If you have been offered treatment that aims to cure the cancer, deciding whether to accept it may not be difficult. However, if a cure is not possible and the purpose of treatment is to control the cancer for a period of time, it may be more difficult to decide whether to go ahead.

Making decisions about treatment in these circumstances is always difficult, and you may need to discuss in detail with your doctor whether you wish to have treatment. If you choose not to have it, you can still be given supportive (palliative) care, with medicines to control any symptoms.


Second opinion

Your multidisciplinary team (MDT) uses national treatment guidelines to decide the most suitable treatment for you. Even so, you may want another medical opinion. If you feel it will be helpful, you can ask either your specialist or GP to refer you to another specialist for a second opinion.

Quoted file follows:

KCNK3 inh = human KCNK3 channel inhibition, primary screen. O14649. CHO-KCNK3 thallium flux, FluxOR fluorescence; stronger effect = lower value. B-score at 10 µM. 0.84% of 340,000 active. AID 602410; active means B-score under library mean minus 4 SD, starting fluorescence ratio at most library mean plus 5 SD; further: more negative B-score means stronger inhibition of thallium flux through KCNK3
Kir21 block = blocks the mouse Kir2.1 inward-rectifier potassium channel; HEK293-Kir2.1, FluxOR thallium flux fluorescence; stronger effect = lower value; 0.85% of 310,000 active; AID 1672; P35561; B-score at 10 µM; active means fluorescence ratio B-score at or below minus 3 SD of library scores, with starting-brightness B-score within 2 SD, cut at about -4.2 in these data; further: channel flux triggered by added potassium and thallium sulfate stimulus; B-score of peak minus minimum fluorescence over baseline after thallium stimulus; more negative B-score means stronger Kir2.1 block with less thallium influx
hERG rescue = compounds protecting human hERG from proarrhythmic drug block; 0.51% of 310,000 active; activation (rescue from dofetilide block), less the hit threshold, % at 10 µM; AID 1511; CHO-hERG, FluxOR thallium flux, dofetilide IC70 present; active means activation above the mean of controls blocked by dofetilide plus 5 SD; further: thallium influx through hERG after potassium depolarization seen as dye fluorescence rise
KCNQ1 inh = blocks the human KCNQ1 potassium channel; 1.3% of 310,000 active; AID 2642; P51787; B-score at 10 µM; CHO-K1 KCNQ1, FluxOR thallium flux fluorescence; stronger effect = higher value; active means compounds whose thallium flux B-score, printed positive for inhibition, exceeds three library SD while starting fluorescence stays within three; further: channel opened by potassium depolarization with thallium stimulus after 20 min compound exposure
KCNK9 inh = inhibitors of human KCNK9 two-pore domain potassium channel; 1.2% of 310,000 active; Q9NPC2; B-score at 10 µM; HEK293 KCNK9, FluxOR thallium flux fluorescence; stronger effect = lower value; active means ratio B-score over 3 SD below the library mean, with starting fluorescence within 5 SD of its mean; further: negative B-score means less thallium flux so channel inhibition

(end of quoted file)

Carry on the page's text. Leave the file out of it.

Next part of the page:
Getting a second opinion may delay the start of your treatment, so you and your doctor need to be confident that it will give you useful information. 

If you do go for a second opinion, it may be a good idea to take a relative or friend with you. You may also find it helpful to have a list of questions ready so that you can make sure your concerns are covered during the discussion.

Back to Making treatment decisions

Getting a second opinion

Your treatment will be planned using national guidelines, but you may still want another medical opinion.

Making a complaint

Talking to your healthcare team can make it easier to cope. If you find talking difficult, there are things you can do.